Indeed, they still got to the line 30 times and 17 times in the first half. But they made only 20 in the game and only 10 of those 17 in the first half. Those missed opportunities feel especially weighty when trying to make up a deficit.
That has been a problem throughout the season.
Orlando was 26th in the league entering Monday's game in free throw percentage, making 75.8 percent from the foul line. That is not as much of a factor when the team is third in attempts per game at 26.3.
But during this swoon, the team struggled to get to the line, and those misses have stood out. Since Jan. 1, the Magic are getting only 24.2 free throw attempts per game and making only 72.6 percent of those free throws.
These are points left on the board, especially considering how close some of the Magic's losses have been. And they add up throughout the game.
When the team is trying to come back, those misses feel even more significant. They are just missed opportunities to calm a team down and regain momentum in the game.
The Cavs did not miss, making 20 of 38 from deep, taking advantage of the Magic's overhelping in the paint to find shooters in the corner. Orlando was chasing, and their self-inflicted wounds only made things worse.
Orlando struggled to get its offense going and get downhill to the paint. The usual diet of shots in the lane that Orlando leans on was not there.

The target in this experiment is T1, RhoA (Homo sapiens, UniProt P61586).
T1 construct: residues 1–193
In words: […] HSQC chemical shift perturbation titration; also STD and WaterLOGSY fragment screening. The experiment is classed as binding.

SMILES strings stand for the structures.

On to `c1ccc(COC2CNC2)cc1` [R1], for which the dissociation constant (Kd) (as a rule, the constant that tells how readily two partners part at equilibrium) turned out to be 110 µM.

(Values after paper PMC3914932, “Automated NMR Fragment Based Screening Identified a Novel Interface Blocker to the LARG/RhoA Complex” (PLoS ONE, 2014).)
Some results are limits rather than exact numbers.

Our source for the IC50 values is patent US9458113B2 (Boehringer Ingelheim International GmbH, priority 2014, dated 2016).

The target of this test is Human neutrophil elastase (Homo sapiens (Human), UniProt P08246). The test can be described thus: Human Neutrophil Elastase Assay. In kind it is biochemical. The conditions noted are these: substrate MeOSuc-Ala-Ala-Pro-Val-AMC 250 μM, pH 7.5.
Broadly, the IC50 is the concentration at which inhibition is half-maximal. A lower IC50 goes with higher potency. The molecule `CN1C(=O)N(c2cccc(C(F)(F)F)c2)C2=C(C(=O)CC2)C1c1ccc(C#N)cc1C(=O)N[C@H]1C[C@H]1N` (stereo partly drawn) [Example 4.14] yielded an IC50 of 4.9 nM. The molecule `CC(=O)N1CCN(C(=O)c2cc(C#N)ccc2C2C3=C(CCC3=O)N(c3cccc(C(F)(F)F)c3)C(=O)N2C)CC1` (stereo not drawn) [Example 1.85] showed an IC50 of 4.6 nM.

The Magic scored 12 points in the paint in the first half and only four in the second quarter when there was a chance to close the gap. They ended up losing the paint 40-34. That would typically be a solid defensive effort if not for all the paint touches that generated open threes.
A lot of the credit on defense for the Cavs goes to Jarrett Allen, who locked up the paint early. On one possession, he affected three separate shots from Wendell Carter. The Magic came away from a two offensive-rebound possession with no points. That play set the tone for the game.
"Jarrett does a great job down there protecting the rim," coach Jamahl Mosley said after Monday's loss. "They funnel guys to him so you are not allowed to get down there and make easy passes. They shrink the floor, but part of it is us also making the right decision at the right time, moving it right away when you see a crowd coming off of it. They do a great job defensively, so you have to give them a ton of credit for the way in which they played."
Orlando has seen its paint scoring drop dramatically, too. Entering Monday's game, the Magic were eighth in the league, averaging 52.9 points in the paint per game. But since Jan. 3, in the last 10 games, the Magic have seen that number drop to 42.8 per game.
As much as the team has missed Franz Wagner, this is where they have missed him more. And this inability to get to the paint and score is a death knell for the Magic's offense. They have a 110.5 offensive rating in January and managed only 106.5 points per 100 possessions in Monday's loss.
These are essential things the Magic can control. This is who they are at the end of the day and what they must rely on. The Magic are still looking for that thing that makes them consistent.
That is part of the process for a young team. And three days off and two days of practice are coming at a good time to try to reset this team and get them back healthy.
But everything still comes back to what the Magic can control. That is ultimately what matters right now to get the team out of this dip and back on track for their playoff push.